The amount of time we can spend processing, encoding, storing, and retrieving information is constrained by the average person's attention span, which is approximately ten minutes.
Students' notes are less successful when they attempt to take notes while simultaneously paying attention to the teacher and engaging in non-academic activities like checking Facebook, responding to texts, and responding to emails.
Problems with multitasking and diversions in gadgets are the main points of contention against the usage of laptops, tablets, smartphones, and other devices in the classroom. If not all pupils have access to the most recent technology, it also becomes an equity issue.
However, the debate over whether or not to utilise electronic devices for taking notes is one that might already be lost, and the issue is not one of "either/or." It is not a strong case to forbid technology because teachers are uncomfortable using it productively.
For teachers to use technology effectively, they must acquire new abilities. It is best for teachers and students to select the most suitable note-taking method for each job, whether it be handwritten or computerised. Here are six suggestions on how to take notes on electronic devices more efficiently.
Tip 1: How we take notes is influenced by our memory
For better electronic note-taking, it's crucial to comprehend attention span and working memory capacity. The ability to temporarily store and handle small bits of information is referred to as working memory.
There are large individual variations in working memory ability, according to research on the subject.
People can transcribe far more content by typing notes than by writing them by hand because typing is faster than handwriting. Sometimes it is simpler to copy notes initially and process them later for students who struggle with working memory.
Students can take more notes since they don't have to split their attention as much between the several cognitive processes required to listen, type, synthesise, and absorb information at the same time. However, this method only functions if students revisit and reprocess their notes within a 24-hour, 7-day, and 30-day window.
Even when using electronic notes, a learner must repeatedly review and interact with their notes as part of active learning activities like:
• "Chunking" a lot of information into larger groups that are easier for you to recall.
• Write down the main ideas in your own words.
• Including pertinent questions in the notes to help readers remember the important ideas
• Creating a note-summarizing document.
• Examining the actual educational process - Where did you face opposition? How did you deal with issues?
Tip 2: Laptops are required for tasks involving structured learning.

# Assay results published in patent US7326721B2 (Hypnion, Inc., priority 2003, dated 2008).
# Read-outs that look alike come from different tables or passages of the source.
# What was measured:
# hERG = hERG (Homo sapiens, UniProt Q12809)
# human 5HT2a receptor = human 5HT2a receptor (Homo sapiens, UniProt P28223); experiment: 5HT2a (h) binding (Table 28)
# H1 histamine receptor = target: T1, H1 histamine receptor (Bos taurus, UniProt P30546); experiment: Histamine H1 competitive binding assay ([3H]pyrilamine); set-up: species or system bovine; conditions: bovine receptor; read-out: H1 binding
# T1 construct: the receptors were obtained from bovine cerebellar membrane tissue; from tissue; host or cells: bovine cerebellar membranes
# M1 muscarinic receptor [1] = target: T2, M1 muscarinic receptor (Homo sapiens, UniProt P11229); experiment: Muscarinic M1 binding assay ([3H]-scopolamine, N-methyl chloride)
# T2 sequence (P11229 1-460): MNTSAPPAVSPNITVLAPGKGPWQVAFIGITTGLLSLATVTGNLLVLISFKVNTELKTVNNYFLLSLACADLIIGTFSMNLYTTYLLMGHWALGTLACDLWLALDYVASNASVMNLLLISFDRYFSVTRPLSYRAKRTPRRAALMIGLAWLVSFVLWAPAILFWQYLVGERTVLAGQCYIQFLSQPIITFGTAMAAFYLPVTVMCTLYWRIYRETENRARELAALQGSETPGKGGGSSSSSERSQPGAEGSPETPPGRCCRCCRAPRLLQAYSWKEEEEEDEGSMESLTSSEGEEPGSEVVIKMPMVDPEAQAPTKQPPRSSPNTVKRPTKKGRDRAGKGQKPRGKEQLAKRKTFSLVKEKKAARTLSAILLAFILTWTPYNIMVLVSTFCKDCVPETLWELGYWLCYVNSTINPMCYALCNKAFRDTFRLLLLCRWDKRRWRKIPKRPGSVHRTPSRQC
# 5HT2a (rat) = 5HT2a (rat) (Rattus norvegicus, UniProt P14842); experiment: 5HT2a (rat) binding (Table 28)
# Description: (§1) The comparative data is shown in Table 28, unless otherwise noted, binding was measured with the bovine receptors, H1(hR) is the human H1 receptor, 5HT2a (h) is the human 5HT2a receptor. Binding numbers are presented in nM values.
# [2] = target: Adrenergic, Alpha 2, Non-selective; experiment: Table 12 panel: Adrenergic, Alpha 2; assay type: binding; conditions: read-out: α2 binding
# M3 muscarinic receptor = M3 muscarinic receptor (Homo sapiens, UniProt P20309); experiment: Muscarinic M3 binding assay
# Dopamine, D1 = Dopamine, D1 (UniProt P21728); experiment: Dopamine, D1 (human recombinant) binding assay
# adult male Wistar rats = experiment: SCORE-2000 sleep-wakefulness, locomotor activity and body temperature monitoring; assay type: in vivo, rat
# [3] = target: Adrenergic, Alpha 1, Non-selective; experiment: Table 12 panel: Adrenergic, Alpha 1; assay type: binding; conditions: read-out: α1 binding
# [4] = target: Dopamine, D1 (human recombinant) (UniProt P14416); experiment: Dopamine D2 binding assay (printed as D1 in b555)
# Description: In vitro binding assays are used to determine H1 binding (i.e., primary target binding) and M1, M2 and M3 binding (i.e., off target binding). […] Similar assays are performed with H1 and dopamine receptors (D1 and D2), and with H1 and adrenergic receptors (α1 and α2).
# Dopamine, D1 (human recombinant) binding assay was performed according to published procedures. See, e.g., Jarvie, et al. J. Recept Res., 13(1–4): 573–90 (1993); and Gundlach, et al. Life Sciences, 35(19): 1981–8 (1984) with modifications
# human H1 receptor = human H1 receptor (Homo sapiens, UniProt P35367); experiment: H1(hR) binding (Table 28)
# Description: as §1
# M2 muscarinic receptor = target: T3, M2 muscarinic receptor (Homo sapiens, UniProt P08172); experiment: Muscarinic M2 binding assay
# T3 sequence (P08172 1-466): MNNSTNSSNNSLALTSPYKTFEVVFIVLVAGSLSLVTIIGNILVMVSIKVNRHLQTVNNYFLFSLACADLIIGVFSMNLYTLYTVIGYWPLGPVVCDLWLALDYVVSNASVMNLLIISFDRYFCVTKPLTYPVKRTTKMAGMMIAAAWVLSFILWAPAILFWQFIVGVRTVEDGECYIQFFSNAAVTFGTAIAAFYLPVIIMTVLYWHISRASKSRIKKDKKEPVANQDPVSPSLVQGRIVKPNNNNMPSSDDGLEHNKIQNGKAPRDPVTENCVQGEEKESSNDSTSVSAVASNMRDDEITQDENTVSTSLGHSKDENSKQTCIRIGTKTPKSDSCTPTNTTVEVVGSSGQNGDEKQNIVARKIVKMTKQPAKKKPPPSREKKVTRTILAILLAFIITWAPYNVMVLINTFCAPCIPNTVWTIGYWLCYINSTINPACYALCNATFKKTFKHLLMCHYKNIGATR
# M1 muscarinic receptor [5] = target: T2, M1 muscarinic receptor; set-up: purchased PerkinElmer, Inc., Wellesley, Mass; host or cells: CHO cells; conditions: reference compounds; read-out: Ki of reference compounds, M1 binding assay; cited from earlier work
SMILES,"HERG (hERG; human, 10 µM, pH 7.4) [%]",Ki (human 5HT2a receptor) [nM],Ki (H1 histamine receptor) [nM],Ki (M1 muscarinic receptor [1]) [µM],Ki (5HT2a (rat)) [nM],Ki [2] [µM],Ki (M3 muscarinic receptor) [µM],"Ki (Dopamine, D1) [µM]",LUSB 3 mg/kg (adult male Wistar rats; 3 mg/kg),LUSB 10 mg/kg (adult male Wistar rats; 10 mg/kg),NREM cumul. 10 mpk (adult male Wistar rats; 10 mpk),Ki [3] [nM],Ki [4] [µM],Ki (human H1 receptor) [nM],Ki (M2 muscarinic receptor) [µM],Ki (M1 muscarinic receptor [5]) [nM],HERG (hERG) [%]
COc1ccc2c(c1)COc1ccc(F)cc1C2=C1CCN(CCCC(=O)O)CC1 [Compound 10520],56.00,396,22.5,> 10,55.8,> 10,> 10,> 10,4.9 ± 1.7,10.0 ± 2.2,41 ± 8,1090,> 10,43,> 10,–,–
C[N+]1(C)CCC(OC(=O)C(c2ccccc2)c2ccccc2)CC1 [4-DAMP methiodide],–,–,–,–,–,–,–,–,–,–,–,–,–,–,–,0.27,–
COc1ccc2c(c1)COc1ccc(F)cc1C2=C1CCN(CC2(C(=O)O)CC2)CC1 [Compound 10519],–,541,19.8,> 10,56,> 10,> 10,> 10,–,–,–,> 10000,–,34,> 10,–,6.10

The explicit use of digital tools in structured, active learning tasks needs to be taught to students. Structured tasks make use of the lesson's integrated technologies. For instance, when a new concept, like climate change, is introduced, have groups use laptops to look up a variety of alternative research findings. Then, have the groups summarise and compare their findings to the class.
Tip 3: Distribute responsibility while utilising electronics.
When deciding whether or not to allow students to use electronic devices in class, teachers should consult with the students. Discuss the advantages and disadvantages of taking handwritten versus electronic notes. Students and teachers might agree on a contract regarding how technology will be used in class.
On laptops and other portable devices, new software and app note-taking capabilities are routinely developed. Assign students the task of investigating various apps and discussing their benefits and drawbacks, eventually compiling a database of what is available for use by all.
Tip 4: Begin with simple tools.
Students can annotate and add questions for a self-test to their notes by using the track changes feature in any word-processing tool. As it promotes the exchange of notes across study groups, word processing documents can be highly useful for the four stages of note-taking (note taking, note taking, note interacting, and note reflecting).
On many different programmes and apps, notes can be readily created, saved, and shared. Students can receive guided notes through email or QR Code. Throughout a class and in the following lessons, teachers should allow students to pause and consider their notes.
Tip 5: Use electronic gadgets along with handwritten notes
Handwritten notes can be merged electronically using a stylus for activities like formulas and diagrams. On the electronic device, handwritten notes also become searchable. Software is also available for non-linear note-taking techniques like mind mapping.
In the example that follows, a student added a photo and crucial questions after taking notes on his iPad. He will go over it once more and add a summary later.
The learner uses a variety of digital notebooks that are kept in the cloud and are accessible at any time from anywhere around the globe. In one instance, he referenced and copied a lesson plan and online video from the internet into his notes. His later annotations to the notes are shown by the various colours. Then, using any programme that permits PDF annotation, including Notability, iAnnotate, PDFPen, Evernote, and Professional Adobe Acrobat, he saves the notes to Dropbox or Google Drive and shares them with others for their additional annotations.
I won't say much as the blog has informed you all about how to take notes on a laptop.
It is an easy process and you can use it for various purposes.